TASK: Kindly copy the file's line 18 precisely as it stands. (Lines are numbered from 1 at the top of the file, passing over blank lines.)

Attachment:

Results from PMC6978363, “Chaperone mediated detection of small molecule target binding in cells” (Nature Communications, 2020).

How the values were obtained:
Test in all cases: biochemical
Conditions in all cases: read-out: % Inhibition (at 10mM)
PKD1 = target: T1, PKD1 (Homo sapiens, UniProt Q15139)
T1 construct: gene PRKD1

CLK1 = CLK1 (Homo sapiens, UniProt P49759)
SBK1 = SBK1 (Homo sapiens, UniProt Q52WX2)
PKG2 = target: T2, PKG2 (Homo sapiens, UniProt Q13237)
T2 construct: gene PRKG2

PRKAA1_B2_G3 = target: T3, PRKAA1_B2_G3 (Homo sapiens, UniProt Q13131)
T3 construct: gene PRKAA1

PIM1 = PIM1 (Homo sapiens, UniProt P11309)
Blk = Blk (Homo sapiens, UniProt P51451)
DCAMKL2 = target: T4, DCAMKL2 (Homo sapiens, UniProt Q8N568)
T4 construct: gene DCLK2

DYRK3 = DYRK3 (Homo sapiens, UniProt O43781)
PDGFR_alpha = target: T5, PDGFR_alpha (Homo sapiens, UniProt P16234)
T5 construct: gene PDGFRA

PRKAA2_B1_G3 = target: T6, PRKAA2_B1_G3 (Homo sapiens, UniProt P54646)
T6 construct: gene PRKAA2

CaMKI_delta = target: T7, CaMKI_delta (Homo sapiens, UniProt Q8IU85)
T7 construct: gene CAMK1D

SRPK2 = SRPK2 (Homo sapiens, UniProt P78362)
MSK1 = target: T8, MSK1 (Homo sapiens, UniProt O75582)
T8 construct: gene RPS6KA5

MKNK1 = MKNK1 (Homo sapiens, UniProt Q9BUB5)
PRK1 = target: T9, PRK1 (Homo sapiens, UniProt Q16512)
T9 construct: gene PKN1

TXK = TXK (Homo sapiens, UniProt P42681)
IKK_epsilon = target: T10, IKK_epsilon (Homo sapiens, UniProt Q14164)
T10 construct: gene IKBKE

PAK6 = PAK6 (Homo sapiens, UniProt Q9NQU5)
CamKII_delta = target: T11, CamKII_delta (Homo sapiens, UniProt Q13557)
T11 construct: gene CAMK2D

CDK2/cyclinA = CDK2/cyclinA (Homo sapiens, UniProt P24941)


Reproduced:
PDGFR_alpha = target: T5, PDGFR_alpha (Homo sapiens, UniProt P16234)